import json

#codes below are fake: enter details from your Twitter application
CONSUMER_KEY = 'asdadjakljdakljdakljdlklm'
CONSUMER_SECRET = 'dkjahdkhakdhakjdhkajhdkjahdkjahdkahdkhakdhajhdajbi'
ACCESS_KEY = 'ajsdhakhdkajhdkjahdkjahdkjhakjdhakjdhkajhdkajhdakh'
ACCESS_SECRET = 'djaghdhakhfkahfkjahfkjahfkhakfjhakjfhakfhkfah'

def getweather():
    """ call openweathermap api"""
    response = urllib2.urlopen('http://api.openweathermap.org/data/2.5/weather?q=Naas')
    mydata = response.read()
    return mydata

auth = tweepy.OAuthHandler(CONSUMER_KEY, CONSUMER_SECRET)
auth.set_access_token(ACCESS_KEY, ACCESS_SECRET)
api = tweepy.API(auth)

weather = getweather()
w = json.loads(weather)
temp = -273 + int(w['main']['temp']) #--since temp is in kelvin
mylist = ['OpenWeather for', w['name'],'-',w['weather'][0]['description'],'Wind Speed',str(w['wind']['speed']),'Temp',str(temp),'degrees C']
tweet = " ".join(mylist)

api.update_status(tweet)

Our Tweet

@NaasCoderDojo

Our aim here was to show the guys how they could put together some web technologies by using the examples provided by tweepy and openweathermap and adjusting them to their own needs. We hope to amend our code to take advantage of other freely available data such as International Space Station location in the next session. Hopefully you can follow the results on @NaasCoderDojo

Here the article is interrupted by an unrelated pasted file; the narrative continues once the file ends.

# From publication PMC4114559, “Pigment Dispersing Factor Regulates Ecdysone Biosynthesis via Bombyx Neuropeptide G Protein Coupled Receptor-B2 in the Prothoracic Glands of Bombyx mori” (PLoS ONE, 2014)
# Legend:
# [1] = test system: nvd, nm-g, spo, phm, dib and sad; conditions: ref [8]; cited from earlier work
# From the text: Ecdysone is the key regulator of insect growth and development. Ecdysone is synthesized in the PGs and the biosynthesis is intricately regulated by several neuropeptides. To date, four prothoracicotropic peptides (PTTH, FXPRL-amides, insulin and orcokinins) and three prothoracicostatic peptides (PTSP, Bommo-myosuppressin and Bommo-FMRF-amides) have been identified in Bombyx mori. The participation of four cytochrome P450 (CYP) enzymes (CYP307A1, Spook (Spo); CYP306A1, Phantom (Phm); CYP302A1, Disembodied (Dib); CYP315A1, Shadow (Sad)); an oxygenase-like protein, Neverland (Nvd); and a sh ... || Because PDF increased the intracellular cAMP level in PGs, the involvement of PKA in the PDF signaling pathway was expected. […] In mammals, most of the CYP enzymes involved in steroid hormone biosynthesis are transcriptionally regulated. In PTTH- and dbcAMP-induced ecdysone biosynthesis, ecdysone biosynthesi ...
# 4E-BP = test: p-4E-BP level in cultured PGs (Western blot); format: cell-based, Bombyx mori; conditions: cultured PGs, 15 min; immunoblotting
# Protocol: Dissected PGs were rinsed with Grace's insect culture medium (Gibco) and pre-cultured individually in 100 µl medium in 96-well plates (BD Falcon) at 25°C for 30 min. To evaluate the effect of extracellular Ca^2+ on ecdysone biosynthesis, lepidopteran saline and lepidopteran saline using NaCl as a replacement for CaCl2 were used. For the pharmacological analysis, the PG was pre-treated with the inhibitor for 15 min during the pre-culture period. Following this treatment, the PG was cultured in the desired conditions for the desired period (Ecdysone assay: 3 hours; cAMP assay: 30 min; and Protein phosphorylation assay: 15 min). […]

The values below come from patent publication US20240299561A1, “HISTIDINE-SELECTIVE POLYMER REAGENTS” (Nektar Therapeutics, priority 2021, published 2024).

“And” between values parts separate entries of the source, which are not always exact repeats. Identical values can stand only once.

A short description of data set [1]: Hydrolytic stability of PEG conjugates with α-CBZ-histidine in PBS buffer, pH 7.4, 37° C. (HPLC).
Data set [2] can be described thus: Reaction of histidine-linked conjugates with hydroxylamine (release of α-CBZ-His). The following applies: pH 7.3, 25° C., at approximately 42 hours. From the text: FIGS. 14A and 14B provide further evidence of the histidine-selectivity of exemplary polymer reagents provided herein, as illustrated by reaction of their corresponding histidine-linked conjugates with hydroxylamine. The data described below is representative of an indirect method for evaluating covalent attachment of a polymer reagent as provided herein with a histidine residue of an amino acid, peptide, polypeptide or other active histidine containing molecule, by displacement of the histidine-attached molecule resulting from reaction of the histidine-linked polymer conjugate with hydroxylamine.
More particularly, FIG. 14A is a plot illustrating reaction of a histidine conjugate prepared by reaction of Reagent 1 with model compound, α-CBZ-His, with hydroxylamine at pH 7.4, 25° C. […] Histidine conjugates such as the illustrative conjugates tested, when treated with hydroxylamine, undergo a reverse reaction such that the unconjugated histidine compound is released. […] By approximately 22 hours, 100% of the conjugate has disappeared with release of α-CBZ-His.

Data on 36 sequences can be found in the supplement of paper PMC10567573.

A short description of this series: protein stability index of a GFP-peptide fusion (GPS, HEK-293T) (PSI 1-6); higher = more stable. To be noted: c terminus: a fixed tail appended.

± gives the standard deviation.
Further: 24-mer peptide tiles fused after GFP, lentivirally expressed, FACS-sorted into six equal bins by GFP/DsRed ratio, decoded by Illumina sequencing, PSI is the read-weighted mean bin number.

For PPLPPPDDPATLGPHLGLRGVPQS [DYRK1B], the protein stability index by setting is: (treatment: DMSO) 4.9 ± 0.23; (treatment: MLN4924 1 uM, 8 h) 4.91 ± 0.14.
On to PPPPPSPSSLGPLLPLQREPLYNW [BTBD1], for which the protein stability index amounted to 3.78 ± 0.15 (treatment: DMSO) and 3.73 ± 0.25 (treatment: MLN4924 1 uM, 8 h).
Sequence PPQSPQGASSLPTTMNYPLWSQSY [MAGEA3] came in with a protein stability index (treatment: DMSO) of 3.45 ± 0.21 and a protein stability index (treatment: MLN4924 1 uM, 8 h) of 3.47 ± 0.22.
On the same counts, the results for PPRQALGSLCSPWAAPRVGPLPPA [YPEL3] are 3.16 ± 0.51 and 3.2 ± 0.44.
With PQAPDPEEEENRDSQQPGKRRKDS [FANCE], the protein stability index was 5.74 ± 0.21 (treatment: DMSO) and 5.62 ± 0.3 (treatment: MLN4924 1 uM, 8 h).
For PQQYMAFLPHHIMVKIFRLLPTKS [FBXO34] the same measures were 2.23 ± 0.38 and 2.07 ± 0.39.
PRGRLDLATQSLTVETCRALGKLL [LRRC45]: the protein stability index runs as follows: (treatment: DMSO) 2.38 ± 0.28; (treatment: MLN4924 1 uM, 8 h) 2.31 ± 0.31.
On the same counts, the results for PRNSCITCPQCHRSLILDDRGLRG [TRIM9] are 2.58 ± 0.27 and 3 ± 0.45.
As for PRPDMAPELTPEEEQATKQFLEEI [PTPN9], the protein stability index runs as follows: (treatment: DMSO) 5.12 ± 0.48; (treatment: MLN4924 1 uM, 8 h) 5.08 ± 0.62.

edit: just noticed some formatting issues with code on iphone etc. looks fine on chrome/IE/Firefox will investigate

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4 thoughts on “Python Twitter Bot

  1. Pingback: Raspberry PI, Python, Scratch and Minecraft | damian mooney

  2. can you tell me what i am doing wrong

    “”” Program to Read tweets”””
    import tweepy
    import urllib2
    import json

    #enter the corresponding information for your Twitter application:
    CONSUMER_KEY = ‘usftXMKnsTj1HYnpWZXcMzO8U’
    CONSUMER_SECRET = ‘Ux1LSnYVDJOOkjt6VD7fmLlWOL0PtYr9UW1qg3maH9nvXTHSst’
    ACCESS_KEY = ‘22938545-wr7H2wwhwQjjFlUym6LS3JOZPQ4KSy8BGn4eaWOwU’
    ACCESS_SECRET = ‘qyIgh7MbPUDEyaKZhmhVf8fE4Mu5Z5AUirDrPNl9MuEDD’

    def getweather():
    “”” call openweathermap api”””
    response = urllib2.urlopen(‘api.openweathermap.org/data/2.5/weather?q=Huntsville,us&APPID=9593fc0e2307ea6d6f354dc8db079ee6’)
    mydata = response.read()
    return mydata

    auth = tweepy.OAuthHandler(CONSUMER_KEY, CONSUMER_SECRET)
    auth.set_access_token(ACCESS_KEY, ACCESS_SECRET)
    api = tweepy.API(auth)

    weather = getweather()
    w = json.loads(weather)
    temp = -273 + int(w[‘main’][‘temp’]) #–since temp is in kelvin
    mylist = [‘OpenWeather for’, w[‘name’],’-‘,w[‘weather’][0][‘description’],’Wind Speed’,str(w[‘wind’][‘speed’]),’Temp’,str(temp),’degrees C’]
    tweet = ” “.join(mylist)

    api.update_status(tweet)

  3. Pingback: Project #18 – OpenWeatherMap | Ben's Pi